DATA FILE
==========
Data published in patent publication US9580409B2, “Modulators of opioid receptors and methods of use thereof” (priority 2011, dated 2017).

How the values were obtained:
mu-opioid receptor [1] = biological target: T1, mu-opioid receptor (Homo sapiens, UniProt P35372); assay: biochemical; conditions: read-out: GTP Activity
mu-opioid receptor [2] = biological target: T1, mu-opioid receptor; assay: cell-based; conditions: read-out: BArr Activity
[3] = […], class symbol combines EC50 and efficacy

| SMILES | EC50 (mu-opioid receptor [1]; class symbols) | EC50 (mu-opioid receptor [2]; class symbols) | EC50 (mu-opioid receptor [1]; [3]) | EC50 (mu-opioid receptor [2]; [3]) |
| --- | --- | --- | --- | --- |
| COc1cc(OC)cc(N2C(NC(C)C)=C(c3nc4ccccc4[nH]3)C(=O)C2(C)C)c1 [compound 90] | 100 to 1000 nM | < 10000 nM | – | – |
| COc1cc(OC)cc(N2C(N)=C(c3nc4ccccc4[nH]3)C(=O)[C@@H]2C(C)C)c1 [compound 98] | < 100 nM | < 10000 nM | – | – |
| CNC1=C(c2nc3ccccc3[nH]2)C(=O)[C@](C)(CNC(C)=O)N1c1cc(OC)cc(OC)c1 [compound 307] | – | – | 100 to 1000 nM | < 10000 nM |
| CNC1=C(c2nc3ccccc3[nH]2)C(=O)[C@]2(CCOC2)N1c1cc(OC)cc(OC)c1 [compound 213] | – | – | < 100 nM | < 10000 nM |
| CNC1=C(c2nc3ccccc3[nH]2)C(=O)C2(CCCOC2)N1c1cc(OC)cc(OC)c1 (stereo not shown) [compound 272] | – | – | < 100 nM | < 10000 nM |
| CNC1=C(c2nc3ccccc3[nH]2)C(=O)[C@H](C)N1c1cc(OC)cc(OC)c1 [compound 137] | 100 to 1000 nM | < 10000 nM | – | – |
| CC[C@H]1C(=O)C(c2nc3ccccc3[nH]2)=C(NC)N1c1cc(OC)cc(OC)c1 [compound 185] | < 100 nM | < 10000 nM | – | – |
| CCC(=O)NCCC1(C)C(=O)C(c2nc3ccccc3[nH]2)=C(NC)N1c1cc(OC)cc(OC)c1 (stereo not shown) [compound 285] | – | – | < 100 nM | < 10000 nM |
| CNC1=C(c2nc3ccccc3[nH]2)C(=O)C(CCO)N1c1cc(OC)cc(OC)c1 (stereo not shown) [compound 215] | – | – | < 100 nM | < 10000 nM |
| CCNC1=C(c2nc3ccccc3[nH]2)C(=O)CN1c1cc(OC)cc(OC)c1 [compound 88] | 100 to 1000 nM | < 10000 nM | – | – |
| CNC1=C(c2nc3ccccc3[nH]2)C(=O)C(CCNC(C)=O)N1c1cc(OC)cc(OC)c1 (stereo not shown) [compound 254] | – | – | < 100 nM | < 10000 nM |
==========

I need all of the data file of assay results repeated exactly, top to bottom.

Data published in patent publication US9580409B2, “Modulators of opioid receptors and methods of use thereof” (priority 2011, dated 2017).

How the values were obtained:
mu-opioid receptor [1] = biological target: T1, mu-opioid receptor (Homo sapiens, UniProt P35372); assay: biochemical; conditions: read-out: GTP Activity
mu-opioid receptor [2] = biological target: T1, mu-opioid receptor; assay: cell-based; conditions: read-out: BArr Activity
[3] = […], class symbol combines EC50 and efficacy

| SMILES | EC50 (mu-opioid receptor [1]; class symbols) | EC50 (mu-opioid receptor [2]; class symbols) | EC50 (mu-opioid receptor [1]; [3]) | EC50 (mu-opioid receptor [2]; [3]) |
| --- | --- | --- | --- | --- |
| COc1cc(OC)cc(N2C(NC(C)C)=C(c3nc4ccccc4[nH]3)C(=O)C2(C)C)c1 [compound 90] | 100 to 1000 nM | < 10000 nM | – | – |
| COc1cc(OC)cc(N2C(N)=C(c3nc4ccccc4[nH]3)C(=O)[C@@H]2C(C)C)c1 [compound 98] | < 100 nM | < 10000 nM | – | – |
| CNC1=C(c2nc3ccccc3[nH]2)C(=O)[C@](C)(CNC(C)=O)N1c1cc(OC)cc(OC)c1 [compound 307] | – | – | 100 to 1000 nM | < 10000 nM |
| CNC1=C(c2nc3ccccc3[nH]2)C(=O)[C@]2(CCOC2)N1c1cc(OC)cc(OC)c1 [compound 213] | – | – | < 100 nM | < 10000 nM |
| CNC1=C(c2nc3ccccc3[nH]2)C(=O)C2(CCCOC2)N1c1cc(OC)cc(OC)c1 (stereo not shown) [compound 272] | – | – | < 100 nM | < 10000 nM |
| CNC1=C(c2nc3ccccc3[nH]2)C(=O)[C@H](C)N1c1cc(OC)cc(OC)c1 [compound 137] | 100 to 1000 nM | < 10000 nM | – | – |
| CC[C@H]1C(=O)C(c2nc3ccccc3[nH]2)=C(NC)N1c1cc(OC)cc(OC)c1 [compound 185] | < 100 nM | < 10000 nM | – | – |
| CCC(=O)NCCC1(C)C(=O)C(c2nc3ccccc3[nH]2)=C(NC)N1c1cc(OC)cc(OC)c1 (stereo not shown) [compound 285] | – | – | < 100 nM | < 10000 nM |
| CNC1=C(c2nc3ccccc3[nH]2)C(=O)C(CCO)N1c1cc(OC)cc(OC)c1 (stereo not shown) [compound 215] | – | – | < 100 nM | < 10000 nM |
| CCNC1=C(c2nc3ccccc3[nH]2)C(=O)CN1c1cc(OC)cc(OC)c1 [compound 88] | 100 to 1000 nM | < 10000 nM | – | – |
| CNC1=C(c2nc3ccccc3[nH]2)C(=O)C(CCNC(C)=O)N1c1cc(OC)cc(OC)c1 (stereo not shown) [compound 254] | – | – | < 100 nM | < 10000 nM |